Monday, January 20, 2020

The Antioch Effect: Building Blocks For Evangelism

The Antioch Effect written by Ken Hemphill gives good insight on the chapter "Passion for the Lost" and developing a solid theological foundation for evangelism in the local church.  I want to look at all 8 of them as the review will be good for me here it goes:

Point #1:  We must understand the condition of the lost. 
Hemphill writes:   "Without Christ there is neither life, nor hope."  In most evangelical circles, we hear of the saved and the lost, believer or unbeliever, etc. to be able to identify what group you are part of when you are presented the gospel.  Preachers wind it up during the worship service so that with the invitation at the end of the service, you are challenged to identify what group you're in so that you can respond according to the invitation instructions.   If you're lost, you're invited to place your faith in Jesus Christ.  If you are saved, you should invite the Holy Spirit to revive/renew you or challenge you as the Scripture leads.  There are other invitation instructions, but what I speak of are the basic ones.  Because, without Christ there is neither life, nor hope.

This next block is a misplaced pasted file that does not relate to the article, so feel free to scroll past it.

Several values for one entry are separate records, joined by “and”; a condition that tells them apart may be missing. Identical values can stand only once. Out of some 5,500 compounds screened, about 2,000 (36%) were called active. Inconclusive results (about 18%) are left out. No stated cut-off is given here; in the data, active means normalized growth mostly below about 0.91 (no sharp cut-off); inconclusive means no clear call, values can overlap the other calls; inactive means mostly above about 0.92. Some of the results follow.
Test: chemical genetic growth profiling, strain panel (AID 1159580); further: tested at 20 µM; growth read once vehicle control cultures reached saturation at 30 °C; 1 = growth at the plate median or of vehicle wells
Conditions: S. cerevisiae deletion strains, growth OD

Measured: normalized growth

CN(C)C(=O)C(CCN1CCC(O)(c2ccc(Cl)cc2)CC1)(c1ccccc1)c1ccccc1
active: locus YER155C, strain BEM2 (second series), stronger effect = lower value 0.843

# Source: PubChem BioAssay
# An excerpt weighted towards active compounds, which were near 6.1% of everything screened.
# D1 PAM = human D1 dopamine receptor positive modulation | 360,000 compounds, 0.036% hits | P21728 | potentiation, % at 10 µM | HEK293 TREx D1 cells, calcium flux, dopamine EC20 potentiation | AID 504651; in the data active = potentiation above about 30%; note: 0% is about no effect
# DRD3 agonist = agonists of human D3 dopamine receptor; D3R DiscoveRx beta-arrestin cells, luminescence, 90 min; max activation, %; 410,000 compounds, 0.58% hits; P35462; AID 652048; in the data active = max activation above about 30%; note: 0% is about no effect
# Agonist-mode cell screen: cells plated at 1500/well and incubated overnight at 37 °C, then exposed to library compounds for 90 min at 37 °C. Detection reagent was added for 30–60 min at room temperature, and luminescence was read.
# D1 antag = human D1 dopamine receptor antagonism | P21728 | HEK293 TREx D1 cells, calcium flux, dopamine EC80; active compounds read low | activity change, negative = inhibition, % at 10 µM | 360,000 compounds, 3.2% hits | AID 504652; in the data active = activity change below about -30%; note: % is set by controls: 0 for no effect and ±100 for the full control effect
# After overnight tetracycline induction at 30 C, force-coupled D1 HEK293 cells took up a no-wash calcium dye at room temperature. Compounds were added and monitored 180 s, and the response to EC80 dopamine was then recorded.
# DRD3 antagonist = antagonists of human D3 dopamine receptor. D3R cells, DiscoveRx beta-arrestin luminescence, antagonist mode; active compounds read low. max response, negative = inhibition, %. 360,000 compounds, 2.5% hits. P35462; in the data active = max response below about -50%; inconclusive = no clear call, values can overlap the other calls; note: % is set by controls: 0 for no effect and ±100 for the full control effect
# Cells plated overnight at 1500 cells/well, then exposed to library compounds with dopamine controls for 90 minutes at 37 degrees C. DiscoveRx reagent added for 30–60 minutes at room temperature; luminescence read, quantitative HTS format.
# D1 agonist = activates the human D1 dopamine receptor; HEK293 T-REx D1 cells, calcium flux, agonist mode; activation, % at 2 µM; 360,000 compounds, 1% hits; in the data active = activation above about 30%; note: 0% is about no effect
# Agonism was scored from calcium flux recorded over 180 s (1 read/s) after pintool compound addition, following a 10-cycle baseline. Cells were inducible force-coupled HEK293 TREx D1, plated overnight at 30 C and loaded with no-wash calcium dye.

Hemphill writes about having a biblical understanding of the condition of the lost.  Do we truly know what Scripture says about rejecting Christ and the consequences of that rejection?  The best place for this is Romans 1-3, where it is very descriptive of the practice of one who rejects Christ.  Hemphill states the need for this understanding for the believer to be "moved" to do something about lostness because we have the message to share.  (2 Cor. 5 - the ministry of reconciliation)  Rejecting Christ is a crisis in our community, so then, how will God's people respond to this crisis? 

Will we stand by and let lost people, who don't know Jesus, die without the opportunity to hear the gospel?  Have we gotten too comfortable in our buildings with padded pews that our holy huddle has become what Christianity is all about?  Does this lost condition in our community/city cause us grief and anguish to be moved to do something?  Hemphill suggests that since the lost are not seeking God based upon what we read in Romans 3:11, we must become the seekers.

What will you/I do?               

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